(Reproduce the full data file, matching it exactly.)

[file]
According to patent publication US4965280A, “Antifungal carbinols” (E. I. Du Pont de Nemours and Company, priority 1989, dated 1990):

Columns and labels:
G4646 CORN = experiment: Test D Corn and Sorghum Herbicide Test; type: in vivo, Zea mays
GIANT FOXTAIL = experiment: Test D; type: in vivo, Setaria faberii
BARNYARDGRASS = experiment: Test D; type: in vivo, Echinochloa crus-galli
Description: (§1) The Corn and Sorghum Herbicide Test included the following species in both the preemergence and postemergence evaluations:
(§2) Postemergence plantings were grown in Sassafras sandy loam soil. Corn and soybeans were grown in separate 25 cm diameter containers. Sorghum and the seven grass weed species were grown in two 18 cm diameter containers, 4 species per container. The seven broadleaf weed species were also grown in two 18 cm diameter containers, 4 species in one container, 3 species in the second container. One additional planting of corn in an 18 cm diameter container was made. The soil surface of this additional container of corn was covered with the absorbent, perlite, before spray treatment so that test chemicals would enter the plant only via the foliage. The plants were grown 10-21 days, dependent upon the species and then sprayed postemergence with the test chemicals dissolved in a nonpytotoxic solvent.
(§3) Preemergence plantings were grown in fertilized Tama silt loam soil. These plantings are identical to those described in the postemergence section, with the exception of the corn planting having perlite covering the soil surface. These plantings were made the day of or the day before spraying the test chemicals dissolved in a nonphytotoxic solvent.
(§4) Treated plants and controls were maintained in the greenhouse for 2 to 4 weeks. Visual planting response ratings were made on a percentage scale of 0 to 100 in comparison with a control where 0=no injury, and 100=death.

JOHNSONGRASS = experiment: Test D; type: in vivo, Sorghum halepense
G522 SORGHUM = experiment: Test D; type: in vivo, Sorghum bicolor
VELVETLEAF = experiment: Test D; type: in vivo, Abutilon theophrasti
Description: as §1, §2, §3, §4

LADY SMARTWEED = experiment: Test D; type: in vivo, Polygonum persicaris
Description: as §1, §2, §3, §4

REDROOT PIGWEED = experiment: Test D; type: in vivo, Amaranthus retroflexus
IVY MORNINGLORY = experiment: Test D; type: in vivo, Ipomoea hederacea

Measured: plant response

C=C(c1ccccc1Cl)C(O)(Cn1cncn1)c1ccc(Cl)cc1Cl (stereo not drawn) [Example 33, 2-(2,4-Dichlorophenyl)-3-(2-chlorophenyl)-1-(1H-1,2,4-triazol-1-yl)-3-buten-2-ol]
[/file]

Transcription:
According to patent publication US4965280A, “Antifungal carbinols” (E. I. Du Pont de Nemours and Company, priority 1989, dated 1990):

Columns and labels:
G4646 CORN = experiment: Test D Corn and Sorghum Herbicide Test; type: in vivo, Zea mays
GIANT FOXTAIL = experiment: Test D; type: in vivo, Setaria faberii
BARNYARDGRASS = experiment: Test D; type: in vivo, Echinochloa crus-galli
Description: (§1) The Corn and Sorghum Herbicide Test included the following species in both the preemergence and postemergence evaluations:
(§2) Postemergence plantings were grown in Sassafras sandy loam soil. Corn and soybeans were grown in separate 25 cm diameter containers. Sorghum and the seven grass weed species were grown in two 18 cm diameter containers, 4 species per container. The seven broadleaf weed species were also grown in two 18 cm diameter containers, 4 species in one container, 3 species in the second container. One additional planting of corn in an 18 cm diameter container was made. The soil surface of this additional container of corn was covered with the absorbent, perlite, before spray treatment so that test chemicals would enter the plant only via the foliage. The plants were grown 10-21 days, dependent upon the species and then sprayed postemergence with the test chemicals dissolved in a nonpytotoxic solvent.
(§3) Preemergence plantings were grown in fertilized Tama silt loam soil. These plantings are identical to those described in the postemergence section, with the exception of the corn planting having perlite covering the soil surface. These plantings were made the day of or the day before spraying the test chemicals dissolved in a nonphytotoxic solvent.
(§4) Treated plants and controls were maintained in the greenhouse for 2 to 4 weeks. Visual planting response ratings were made on a percentage scale of 0 to 100 in comparison with a control where 0=no injury, and 100=death.

JOHNSONGRASS = experiment: Test D; type: in vivo, Sorghum halepense
G522 SORGHUM = experiment: Test D; type: in vivo, Sorghum bicolor
VELVETLEAF = experiment: Test D; type: in vivo, Abutilon theophrasti
Description: as §1, §2, §3, §4

LADY SMARTWEED = experiment: Test D; type: in vivo, Polygonum persicaris
Description: as §1, §2, §3, §4

REDROOT PIGWEED = experiment: Test D; type: in vivo, Amaranthus retroflexus
IVY MORNINGLORY = experiment: Test D; type: in vivo, Ipomoea hederacea

Measured: plant response

C=C(c1ccccc1Cl)C(O)(Cn1cncn1)c1ccc(Cl)cc1Cl (stereo not drawn) [Example 33, 2-(2,4-Dichlorophenyl)-3-(2-chlorophenyl)-1-(1H-1,2,4-triazol-1-yl)-3-buten-2-ol]